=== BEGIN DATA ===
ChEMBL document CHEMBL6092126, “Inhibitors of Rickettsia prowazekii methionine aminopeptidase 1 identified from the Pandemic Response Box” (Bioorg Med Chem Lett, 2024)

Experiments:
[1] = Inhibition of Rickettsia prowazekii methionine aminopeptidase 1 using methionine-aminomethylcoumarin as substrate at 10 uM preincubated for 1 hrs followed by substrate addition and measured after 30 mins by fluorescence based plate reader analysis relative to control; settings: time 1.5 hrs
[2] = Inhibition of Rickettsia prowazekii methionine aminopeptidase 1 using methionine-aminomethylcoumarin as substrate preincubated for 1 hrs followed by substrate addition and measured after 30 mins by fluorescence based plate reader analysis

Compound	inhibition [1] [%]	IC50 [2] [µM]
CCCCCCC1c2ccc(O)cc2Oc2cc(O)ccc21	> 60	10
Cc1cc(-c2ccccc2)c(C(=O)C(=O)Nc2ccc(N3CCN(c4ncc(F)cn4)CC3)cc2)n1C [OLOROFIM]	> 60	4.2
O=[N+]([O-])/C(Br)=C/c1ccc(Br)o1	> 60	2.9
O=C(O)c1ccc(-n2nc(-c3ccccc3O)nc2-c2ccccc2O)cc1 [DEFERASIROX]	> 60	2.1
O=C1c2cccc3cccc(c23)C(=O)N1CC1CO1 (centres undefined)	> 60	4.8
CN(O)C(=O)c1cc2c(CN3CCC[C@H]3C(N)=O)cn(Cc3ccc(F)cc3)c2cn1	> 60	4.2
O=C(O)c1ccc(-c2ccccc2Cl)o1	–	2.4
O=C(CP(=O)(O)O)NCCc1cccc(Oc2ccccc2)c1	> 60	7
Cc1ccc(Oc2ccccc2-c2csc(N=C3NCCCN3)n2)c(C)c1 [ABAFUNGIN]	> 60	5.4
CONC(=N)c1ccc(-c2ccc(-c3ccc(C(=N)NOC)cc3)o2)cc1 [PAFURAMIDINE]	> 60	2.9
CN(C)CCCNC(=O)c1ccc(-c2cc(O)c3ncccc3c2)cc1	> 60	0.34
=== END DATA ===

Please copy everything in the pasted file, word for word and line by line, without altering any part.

ChEMBL document CHEMBL6092126, “Inhibitors of Rickettsia prowazekii methionine aminopeptidase 1 identified from the Pandemic Response Box” (Bioorg Med Chem Lett, 2024)

Experiments:
[1] = Inhibition of Rickettsia prowazekii methionine aminopeptidase 1 using methionine-aminomethylcoumarin as substrate at 10 uM preincubated for 1 hrs followed by substrate addition and measured after 30 mins by fluorescence based plate reader analysis relative to control; settings: time 1.5 hrs
[2] = Inhibition of Rickettsia prowazekii methionine aminopeptidase 1 using methionine-aminomethylcoumarin as substrate preincubated for 1 hrs followed by substrate addition and measured after 30 mins by fluorescence based plate reader analysis

Compound	inhibition [1] [%]	IC50 [2] [µM]
CCCCCCC1c2ccc(O)cc2Oc2cc(O)ccc21	> 60	10
Cc1cc(-c2ccccc2)c(C(=O)C(=O)Nc2ccc(N3CCN(c4ncc(F)cn4)CC3)cc2)n1C [OLOROFIM]	> 60	4.2
O=[N+]([O-])/C(Br)=C/c1ccc(Br)o1	> 60	2.9
O=C(O)c1ccc(-n2nc(-c3ccccc3O)nc2-c2ccccc2O)cc1 [DEFERASIROX]	> 60	2.1
O=C1c2cccc3cccc(c23)C(=O)N1CC1CO1 (centres undefined)	> 60	4.8
CN(O)C(=O)c1cc2c(CN3CCC[C@H]3C(N)=O)cn(Cc3ccc(F)cc3)c2cn1	> 60	4.2
O=C(O)c1ccc(-c2ccccc2Cl)o1	–	2.4
O=C(CP(=O)(O)O)NCCc1cccc(Oc2ccccc2)c1	> 60	7
Cc1ccc(Oc2ccccc2-c2csc(N=C3NCCCN3)n2)c(C)c1 [ABAFUNGIN]	> 60	5.4
CONC(=N)c1ccc(-c2ccc(-c3ccc(C(=N)NOC)cc3)o2)cc1 [PAFURAMIDINE]	> 60	2.9
CN(C)CCCNC(=O)c1ccc(-c2cc(O)c3ncccc3c2)cc1	> 60	0.34